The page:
More subtle slights also take their toll.
Mayer, the apprentice welder from the Cincinnati area, had been excited about a new job where a raising gang would erect the columns on a new site. But then she learned about the co-worker who said women shouldn't be ironworkers. And she was put on fire watch for weeks.
“I don't even want to go in tomorrow," Mayer told her Lean-in circle, a group of six women who meet over Zoom once a month.
The women, at the May meeting and in later group texts, encouraged her to be direct and remind her foreman of her skills as a welder. By the time they met in July, Mayer had pushed successfully for welding duties.
Patti Devlin, the circle leader, turned the July conversation to a perennial issue: constantly having to prove yourself in an industry where job sites change.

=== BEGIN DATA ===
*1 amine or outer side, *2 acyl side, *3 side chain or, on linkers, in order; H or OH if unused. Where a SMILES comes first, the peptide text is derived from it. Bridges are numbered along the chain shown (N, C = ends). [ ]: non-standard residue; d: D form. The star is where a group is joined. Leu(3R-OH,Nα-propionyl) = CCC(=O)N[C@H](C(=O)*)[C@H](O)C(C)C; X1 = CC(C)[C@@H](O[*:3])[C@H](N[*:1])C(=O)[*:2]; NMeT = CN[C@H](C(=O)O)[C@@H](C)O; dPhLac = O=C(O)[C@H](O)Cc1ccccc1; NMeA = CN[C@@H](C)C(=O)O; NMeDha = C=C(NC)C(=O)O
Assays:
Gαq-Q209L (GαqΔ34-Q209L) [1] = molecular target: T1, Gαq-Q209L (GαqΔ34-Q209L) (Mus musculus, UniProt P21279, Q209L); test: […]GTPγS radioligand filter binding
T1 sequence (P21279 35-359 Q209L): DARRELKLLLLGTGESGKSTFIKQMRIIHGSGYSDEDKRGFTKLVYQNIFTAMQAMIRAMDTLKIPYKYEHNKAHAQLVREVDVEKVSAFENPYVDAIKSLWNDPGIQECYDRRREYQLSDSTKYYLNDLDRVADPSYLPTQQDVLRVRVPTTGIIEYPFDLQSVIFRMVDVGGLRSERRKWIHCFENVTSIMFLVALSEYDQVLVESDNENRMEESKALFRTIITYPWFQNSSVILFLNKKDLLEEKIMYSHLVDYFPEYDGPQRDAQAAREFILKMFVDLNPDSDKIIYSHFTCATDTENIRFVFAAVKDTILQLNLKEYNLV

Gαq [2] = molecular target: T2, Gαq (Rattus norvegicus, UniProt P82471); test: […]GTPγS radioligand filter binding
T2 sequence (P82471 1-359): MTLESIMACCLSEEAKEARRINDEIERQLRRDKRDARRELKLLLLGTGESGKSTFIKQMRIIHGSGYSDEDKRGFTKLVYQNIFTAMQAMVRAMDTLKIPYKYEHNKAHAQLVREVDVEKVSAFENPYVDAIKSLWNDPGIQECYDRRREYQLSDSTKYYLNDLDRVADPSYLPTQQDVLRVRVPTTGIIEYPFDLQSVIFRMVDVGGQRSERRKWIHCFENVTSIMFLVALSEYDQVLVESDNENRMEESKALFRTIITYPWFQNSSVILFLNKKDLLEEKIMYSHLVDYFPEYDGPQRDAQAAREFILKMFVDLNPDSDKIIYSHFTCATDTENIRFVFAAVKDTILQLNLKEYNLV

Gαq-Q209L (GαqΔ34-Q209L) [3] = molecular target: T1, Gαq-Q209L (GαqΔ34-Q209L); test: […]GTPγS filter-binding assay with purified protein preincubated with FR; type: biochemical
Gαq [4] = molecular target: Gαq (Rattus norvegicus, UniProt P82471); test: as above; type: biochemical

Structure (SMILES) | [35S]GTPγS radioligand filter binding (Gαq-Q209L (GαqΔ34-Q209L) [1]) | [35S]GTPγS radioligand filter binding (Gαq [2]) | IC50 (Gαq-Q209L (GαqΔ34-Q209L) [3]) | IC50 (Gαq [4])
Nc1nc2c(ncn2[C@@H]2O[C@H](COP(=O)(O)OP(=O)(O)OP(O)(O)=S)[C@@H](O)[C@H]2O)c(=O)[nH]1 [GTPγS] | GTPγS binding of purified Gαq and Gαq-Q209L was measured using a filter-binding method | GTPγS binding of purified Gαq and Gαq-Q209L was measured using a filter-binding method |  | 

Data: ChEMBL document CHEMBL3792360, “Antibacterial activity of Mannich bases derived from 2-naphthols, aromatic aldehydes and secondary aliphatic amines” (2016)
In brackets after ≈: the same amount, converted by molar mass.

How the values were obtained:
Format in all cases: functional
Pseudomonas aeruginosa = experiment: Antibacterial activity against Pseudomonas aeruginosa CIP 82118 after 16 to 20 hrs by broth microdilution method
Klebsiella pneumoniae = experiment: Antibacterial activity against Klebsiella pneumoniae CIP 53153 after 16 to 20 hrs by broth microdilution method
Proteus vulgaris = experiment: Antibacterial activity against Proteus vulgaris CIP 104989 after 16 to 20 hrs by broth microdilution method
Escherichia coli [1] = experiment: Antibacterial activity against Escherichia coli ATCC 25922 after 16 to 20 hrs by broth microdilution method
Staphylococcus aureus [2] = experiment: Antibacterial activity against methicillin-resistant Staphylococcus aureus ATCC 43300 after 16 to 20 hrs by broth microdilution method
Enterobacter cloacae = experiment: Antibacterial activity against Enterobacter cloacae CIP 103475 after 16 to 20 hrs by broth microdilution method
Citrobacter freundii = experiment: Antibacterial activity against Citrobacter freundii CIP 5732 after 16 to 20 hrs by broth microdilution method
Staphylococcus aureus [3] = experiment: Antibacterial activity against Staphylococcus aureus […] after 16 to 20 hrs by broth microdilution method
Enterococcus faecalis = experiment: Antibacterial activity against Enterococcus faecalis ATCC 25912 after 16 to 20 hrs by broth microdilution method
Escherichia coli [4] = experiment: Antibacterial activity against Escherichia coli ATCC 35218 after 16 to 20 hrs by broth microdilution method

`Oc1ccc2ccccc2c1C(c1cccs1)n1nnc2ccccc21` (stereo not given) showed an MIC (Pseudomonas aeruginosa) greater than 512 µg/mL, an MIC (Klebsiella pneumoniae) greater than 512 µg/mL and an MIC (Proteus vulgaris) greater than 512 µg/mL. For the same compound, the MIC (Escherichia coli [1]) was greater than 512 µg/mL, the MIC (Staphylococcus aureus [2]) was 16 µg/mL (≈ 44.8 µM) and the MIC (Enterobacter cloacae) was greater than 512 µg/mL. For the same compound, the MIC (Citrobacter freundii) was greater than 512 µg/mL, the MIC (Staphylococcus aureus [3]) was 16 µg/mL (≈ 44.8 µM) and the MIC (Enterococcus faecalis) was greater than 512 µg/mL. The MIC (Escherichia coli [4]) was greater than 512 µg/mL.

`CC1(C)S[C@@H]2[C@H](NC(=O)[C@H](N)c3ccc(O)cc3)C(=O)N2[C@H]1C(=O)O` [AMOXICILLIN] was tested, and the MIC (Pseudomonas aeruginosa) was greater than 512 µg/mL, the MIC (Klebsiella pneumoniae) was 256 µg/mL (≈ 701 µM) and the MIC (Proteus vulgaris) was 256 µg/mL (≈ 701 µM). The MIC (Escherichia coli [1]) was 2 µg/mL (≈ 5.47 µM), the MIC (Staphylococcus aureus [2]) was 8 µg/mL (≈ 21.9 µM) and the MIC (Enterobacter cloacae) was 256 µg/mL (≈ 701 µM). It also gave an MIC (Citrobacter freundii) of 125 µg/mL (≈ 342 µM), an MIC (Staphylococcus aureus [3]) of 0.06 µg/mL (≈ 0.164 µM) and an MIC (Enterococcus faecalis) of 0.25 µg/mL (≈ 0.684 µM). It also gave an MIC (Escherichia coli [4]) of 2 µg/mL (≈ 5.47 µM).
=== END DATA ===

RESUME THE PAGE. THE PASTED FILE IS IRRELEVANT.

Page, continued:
Veronica Leal, a Chicago painter who teaches an apprenticeship program, told the group she has faced that problem for 27 years. At first, she said it was amusing to watch skeptical clients eventually lavish praise on her work.
But four years ago, she was irate when a client at an upscale apartment building told her she couldn't possibly handle a difficult paper hanging job because she was a woman, and closed the door in her face.
Leal's supervisor told her to stay put while he called the client. Leal refused, telling her supervisor she would never work with that client.
“I just got so angry. I’ve been doing this for 24 years and I’m done proving myself,” Leal said.